you know, it’s really interesting. The more I give, the more I seem to get back, I can’t turn it around. Look, it’s really important. First of all, you know, like I said, the more I give, the more I seem to get, so it’s always me, it’s a lopsided scenario, right. I think it’s important to give back to your community. And, and so I tried to do it and the way I’ve joined up the community, and my volunteer efforts have to do with either my values or supporting our kids.

So I was like, on the Youth Orchestra when my son was, you know, in the youth orchestra, and he made it to a national level one of two kids from the state, you know, when my kids were playing Little League, and you know, then my older son, you know, became captain of the baseball team, eventually, you know, through high school, and then, you know, in my church, you know, I get sucked in, and I just don’t know how to say no, you know, so I, you know, you know, ran religious education ran, you know, the parish council, that kind of stuff.

So, I do it and I try to balance and what every once in a while, I’ve got to prioritize. So, you know, little by little, you know, I let something go something else comes on and you know, it’s all about balance, but you’ve got to give back. It’s got to be part of the agenda. That’s the way I look at it.


Curt Anderson  50:03

Well, that is so amazing. You’re such an inspiration and guide and how can I well, I want to give one shout out you both your kids are at UConn I believe right so yeah Huskies


Anna McGovern  50:13

Go Huskies.


Curt Anderson  50:15

Oh, Huskies so basketball, they’re proud, good basketball, a decent football. So actually, I met the football coach last year at UConn. Great guy. He’s not there anymore. But so as we wind down, I just want to give a shout out. Thank you. How can everybody? Obviously anybody catching you here on LinkedIn? If they’re catching you live? Or I’m sorry, replay later on maybe on YouTube? How can folks connect with you? And how can they find you to help them with supply chain challenges? Yes.


Anna McGovern  50:41

So certainly reach out via LinkedIn, or you know, Instagram or Twitter, I’m on all of it. pondview, you can go to my website, you can, you know, go to my LinkedIn business page pondview Best way is really through LinkedIn, or through my website, I would say look forward to hearing from whoever wants to discuss supply chain.


Curt Anderson  51:10

Awesome. All right. So I want to give a shout out huge thank you to everybody that’s joined us today, we deeply appreciate you more than you know, we boy, this is just such a privilege for demonized to hang out here every Friday. And just to learn and listen and just relish and just absorb all this brilliance that you shared with us. Anna, thank you, thank you, God bless you for what you do for your community.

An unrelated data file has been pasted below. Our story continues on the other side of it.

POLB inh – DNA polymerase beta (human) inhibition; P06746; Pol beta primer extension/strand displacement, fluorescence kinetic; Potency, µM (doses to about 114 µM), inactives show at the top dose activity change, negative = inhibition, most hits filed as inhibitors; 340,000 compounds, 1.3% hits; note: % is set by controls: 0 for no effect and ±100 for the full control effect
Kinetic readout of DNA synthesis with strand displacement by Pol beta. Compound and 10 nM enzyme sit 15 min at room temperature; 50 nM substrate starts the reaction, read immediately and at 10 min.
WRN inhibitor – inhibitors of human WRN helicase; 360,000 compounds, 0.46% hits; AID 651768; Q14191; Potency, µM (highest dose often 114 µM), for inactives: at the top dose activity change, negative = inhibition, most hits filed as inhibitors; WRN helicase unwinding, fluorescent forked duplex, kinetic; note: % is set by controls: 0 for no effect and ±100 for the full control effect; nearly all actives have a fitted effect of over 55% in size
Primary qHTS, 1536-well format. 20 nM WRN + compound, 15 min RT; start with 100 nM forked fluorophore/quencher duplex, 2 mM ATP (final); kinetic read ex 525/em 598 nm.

Thank you for what you do for supply chain, you are all over the place on LinkedIn, you’re just uh, your enthusiasm is just so contagious. Your positivity is just love every single bit of a thank you for taking your time to hang out with Damon night today. It’s such a privilege. And everybody you know what, on Sunday at 843 4546, I think was a 903. Let’s give a little moment of silence for 911 can’t believe it’s been 21 years. But thank you to everybody for what you guys do. Damon, why don’t you take us away? Take us out.


Damon Pistulka  52:14

Wow, this was awesome. today. I’m gonna tell you, I would say as Kurt was saying, I was taking notes today. Listen to Anna speak about maximizing opportunities with the supply chain. You know, I go back to a few things real quickly before we wrap up, go back and listen to this because she talked about a couple things that are key, you’re missing out on top line opportunity when you’re when your supply chain isn’t working right. That just hit me hard. There was a couple things in there. And then another thing Anna talked about several times in here was people and process. Make sure you systematize your processes first.

Then make sure your people understand then look at the technology to support those processes and work through them like she was saying in there. But it’s just some great stuff just Thanks so much everyone for being here today. Go back and listen to this stuff. Listen to Anna talk, reach out to her and ask her some supply chain questions. But thanks everyone for being here today. We’ll be back again next week with another manufacturing ecommerce success, having fun and talking about some manufacturing ecommerce success topics. Talk to you later. Bye, everyone. Thank you